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How 12 men and women lost 2,500 pounds: Why fiber is important for weight loss

Find out what to eat for your own best body.
Photo by Frazer Harrison/Getty Images for Mercedes-Benz

When it comes to weight loss, dieting can sometimes feel like an endless battle of the bulge. But regardless of how much you have to lose, it's not impossible if you know the keys. Dr. Travis Stork offered tips and featured 12 men and women who lost a total of 2,500 pounds on the August 7 episode of "The Doctors."

Julie, Melissa and Luke each lost 100 pounds. Their realization that they had children who deserved healthy parents motivated them to take off the pounds. But in each case, it required dramatic lifestyle changes.

Luke, for example, is a former athlete. When he got married and focused on his career, he continued to eat the same enormous meals.

"I was drinking over 2,000 calories in soda a day," he said. "I was probably eating 5,000 to 6,000 calories a day. Here I am, teaching and coaching my students to have discipline, when I had none myself."

In the case of Desiree, a series of traumatic events caused her to turn to food for comfort. She gained 200 pounds in two years.

"Food was my only source of happiness, and the reason I got out of bed on certain days," she admitted. "When I look at old pictures of myself, behind that smile, there is so much pain."

The other weight loss success stories had their own struggles in taking off the pounds. But what they shared in common: A determination to get and stay healthy.

Dr. Travis has some suggestions if you want to lose weight as well. He has developed three keys to weight loss: Eat protein at each meal, kick your sugar habit and boost your fiber intake on a low carb diet.

The recommendation to eat more fiber for weight loss is supported by registered dietitian Tanya Zuckerbrot, author of the "Miracle Carb Diet," as well. In an exclusive interview on August 7, she explained, "Fiber and weight loss go hand and hand. High fiber foods are lower in calories and actually help boost metabolism. "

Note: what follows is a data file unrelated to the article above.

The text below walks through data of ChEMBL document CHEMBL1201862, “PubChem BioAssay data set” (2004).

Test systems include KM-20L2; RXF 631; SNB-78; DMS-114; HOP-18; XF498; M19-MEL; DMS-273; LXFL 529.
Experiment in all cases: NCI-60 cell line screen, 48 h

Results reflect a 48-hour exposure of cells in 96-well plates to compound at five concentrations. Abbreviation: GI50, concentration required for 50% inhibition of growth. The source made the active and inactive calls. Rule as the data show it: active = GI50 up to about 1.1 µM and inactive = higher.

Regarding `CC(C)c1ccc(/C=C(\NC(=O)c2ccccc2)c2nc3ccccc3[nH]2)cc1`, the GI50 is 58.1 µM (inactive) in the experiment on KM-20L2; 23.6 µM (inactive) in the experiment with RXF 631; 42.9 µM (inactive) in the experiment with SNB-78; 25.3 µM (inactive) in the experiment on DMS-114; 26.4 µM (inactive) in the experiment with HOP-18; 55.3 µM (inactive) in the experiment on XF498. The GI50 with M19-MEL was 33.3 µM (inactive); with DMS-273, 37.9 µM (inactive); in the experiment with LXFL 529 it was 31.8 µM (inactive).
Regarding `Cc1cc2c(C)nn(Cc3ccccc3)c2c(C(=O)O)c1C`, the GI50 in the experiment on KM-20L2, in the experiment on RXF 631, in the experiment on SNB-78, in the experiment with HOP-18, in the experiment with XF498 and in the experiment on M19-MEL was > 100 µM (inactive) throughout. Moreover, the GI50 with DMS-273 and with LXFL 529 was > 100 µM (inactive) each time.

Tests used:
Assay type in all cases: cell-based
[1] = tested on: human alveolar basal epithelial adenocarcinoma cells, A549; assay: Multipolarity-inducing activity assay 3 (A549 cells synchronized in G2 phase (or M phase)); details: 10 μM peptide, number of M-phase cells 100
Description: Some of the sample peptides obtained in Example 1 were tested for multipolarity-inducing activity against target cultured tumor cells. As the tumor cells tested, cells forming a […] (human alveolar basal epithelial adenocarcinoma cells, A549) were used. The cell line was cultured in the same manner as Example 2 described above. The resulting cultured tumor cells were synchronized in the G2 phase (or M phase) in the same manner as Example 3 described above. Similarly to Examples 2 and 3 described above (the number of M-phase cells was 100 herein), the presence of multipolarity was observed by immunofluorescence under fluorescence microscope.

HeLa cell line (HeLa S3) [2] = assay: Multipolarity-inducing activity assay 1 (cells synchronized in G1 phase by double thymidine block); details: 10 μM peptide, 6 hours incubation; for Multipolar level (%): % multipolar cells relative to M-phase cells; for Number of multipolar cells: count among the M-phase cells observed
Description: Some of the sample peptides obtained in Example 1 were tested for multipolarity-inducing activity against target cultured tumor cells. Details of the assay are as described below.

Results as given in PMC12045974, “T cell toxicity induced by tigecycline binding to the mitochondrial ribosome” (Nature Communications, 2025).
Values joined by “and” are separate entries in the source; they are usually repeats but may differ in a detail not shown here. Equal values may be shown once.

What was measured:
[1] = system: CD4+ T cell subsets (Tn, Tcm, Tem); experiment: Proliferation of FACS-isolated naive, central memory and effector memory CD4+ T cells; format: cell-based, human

In addition, fiber helps you stay full longer, while cutting down on cravings because it takes longer to digest. Weight loss thus becomes easier. "Fiber acts like a sponge in your digestive system, soaking up excess calories, fats, and sugars from a meal and eliminating them before the body absorbs them," she added.

Tanya agrees with Dr. Travis that adding protein to your diet is the best approach for weight loss and overall health. "A diet that combines fiber and lean protein at each meal is ideal for weight loss and for anti-aging," she said.

If you're having problems getting started on a high-fiber, high protein diet, Tanya suggests making simple swaps. For example, instead of toast with jam for breakfast, try a cup of raspberries with Greek yogurt.

Following these suggestions to eliminate sugar from your diet while eating more protein and fiber can do more than help with weight loss. Author of "The Doctor's Diet" weight loss book, Dr. Travis says that eating the right food (and avoiding the wrong food) "can save our lives."

In particular, eliminating junk food and processed carbohydrates can help you emotionally as well as physically. Several studies show that these changes can alleviate depression, reported the Delhi Daily News on August 5.

One study, for example, conducted by scientists from the Telethon Institute for Child Health Research in Perth found that diets containing sugar and soft drinks lead to a higher risk of behavioral and emotional problems. Another study indicated that Mediterranean-style diets can help with depression.

Researchers at Victoria's Deakin University currently are studying people with depression to see how they might benefit from a fiber-rich high protein diet. Foods included are vegetables, fruit and whole grains, oily fish, olive oil, legumes and raw unsalted nuts, as well as lean red meat and reduced fat dairy.

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